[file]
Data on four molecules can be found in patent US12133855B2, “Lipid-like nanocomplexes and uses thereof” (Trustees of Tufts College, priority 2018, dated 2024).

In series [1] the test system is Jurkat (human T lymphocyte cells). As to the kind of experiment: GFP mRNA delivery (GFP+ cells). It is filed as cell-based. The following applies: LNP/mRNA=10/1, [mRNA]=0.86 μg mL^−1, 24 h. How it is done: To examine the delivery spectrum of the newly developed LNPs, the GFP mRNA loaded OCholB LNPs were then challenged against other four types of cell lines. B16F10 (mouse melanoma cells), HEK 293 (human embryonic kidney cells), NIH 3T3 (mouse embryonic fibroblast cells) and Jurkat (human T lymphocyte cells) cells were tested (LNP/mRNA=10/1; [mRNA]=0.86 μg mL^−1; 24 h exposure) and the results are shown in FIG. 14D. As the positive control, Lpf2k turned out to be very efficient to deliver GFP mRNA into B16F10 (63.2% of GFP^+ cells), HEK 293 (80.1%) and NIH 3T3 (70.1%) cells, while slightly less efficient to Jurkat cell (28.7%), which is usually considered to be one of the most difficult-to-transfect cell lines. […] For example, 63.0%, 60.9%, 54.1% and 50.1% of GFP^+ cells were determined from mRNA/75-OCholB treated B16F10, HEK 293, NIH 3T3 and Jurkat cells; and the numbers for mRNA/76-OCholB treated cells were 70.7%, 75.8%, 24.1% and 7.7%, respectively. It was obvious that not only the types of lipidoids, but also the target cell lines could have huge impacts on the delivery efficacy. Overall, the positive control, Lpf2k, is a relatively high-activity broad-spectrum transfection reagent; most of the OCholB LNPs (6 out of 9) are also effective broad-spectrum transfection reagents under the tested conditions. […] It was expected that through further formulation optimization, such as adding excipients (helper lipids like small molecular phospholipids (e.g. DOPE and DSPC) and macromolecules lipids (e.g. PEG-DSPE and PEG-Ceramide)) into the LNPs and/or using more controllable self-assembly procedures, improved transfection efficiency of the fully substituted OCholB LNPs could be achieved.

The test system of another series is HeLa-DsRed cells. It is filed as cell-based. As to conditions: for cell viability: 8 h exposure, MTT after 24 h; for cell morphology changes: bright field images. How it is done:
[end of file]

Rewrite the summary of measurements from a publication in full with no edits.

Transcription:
Data on four molecules can be found in patent US12133855B2, “Lipid-like nanocomplexes and uses thereof” (Trustees of Tufts College, priority 2018, dated 2024).

In series [1] the test system is Jurkat (human T lymphocyte cells). As to the kind of experiment: GFP mRNA delivery (GFP+ cells). It is filed as cell-based. The following applies: LNP/mRNA=10/1, [mRNA]=0.86 μg mL^−1, 24 h. How it is done: To examine the delivery spectrum of the newly developed LNPs, the GFP mRNA loaded OCholB LNPs were then challenged against other four types of cell lines. B16F10 (mouse melanoma cells), HEK 293 (human embryonic kidney cells), NIH 3T3 (mouse embryonic fibroblast cells) and Jurkat (human T lymphocyte cells) cells were tested (LNP/mRNA=10/1; [mRNA]=0.86 μg mL^−1; 24 h exposure) and the results are shown in FIG. 14D. As the positive control, Lpf2k turned out to be very efficient to deliver GFP mRNA into B16F10 (63.2% of GFP^+ cells), HEK 293 (80.1%) and NIH 3T3 (70.1%) cells, while slightly less efficient to Jurkat cell (28.7%), which is usually considered to be one of the most difficult-to-transfect cell lines. […] For example, 63.0%, 60.9%, 54.1% and 50.1% of GFP^+ cells were determined from mRNA/75-OCholB treated B16F10, HEK 293, NIH 3T3 and Jurkat cells; and the numbers for mRNA/76-OCholB treated cells were 70.7%, 75.8%, 24.1% and 7.7%, respectively. It was obvious that not only the types of lipidoids, but also the target cell lines could have huge impacts on the delivery efficacy. Overall, the positive control, Lpf2k, is a relatively high-activity broad-spectrum transfection reagent; most of the OCholB LNPs (6 out of 9) are also effective broad-spectrum transfection reagents under the tested conditions. […] It was expected that through further formulation optimization, such as adding excipients (helper lipids like small molecular phospholipids (e.g. DOPE and DSPC) and macromolecules lipids (e.g. PEG-DSPE and PEG-Ceramide)) into the LNPs and/or using more controllable self-assembly procedures, improved transfection efficiency of the fully substituted OCholB LNPs could be achieved.

The test system of another series is HeLa-DsRed cells. It is filed as cell-based. As to conditions: for cell viability: 8 h exposure, MTT after 24 h; for cell morphology changes: bright field images. How it is done: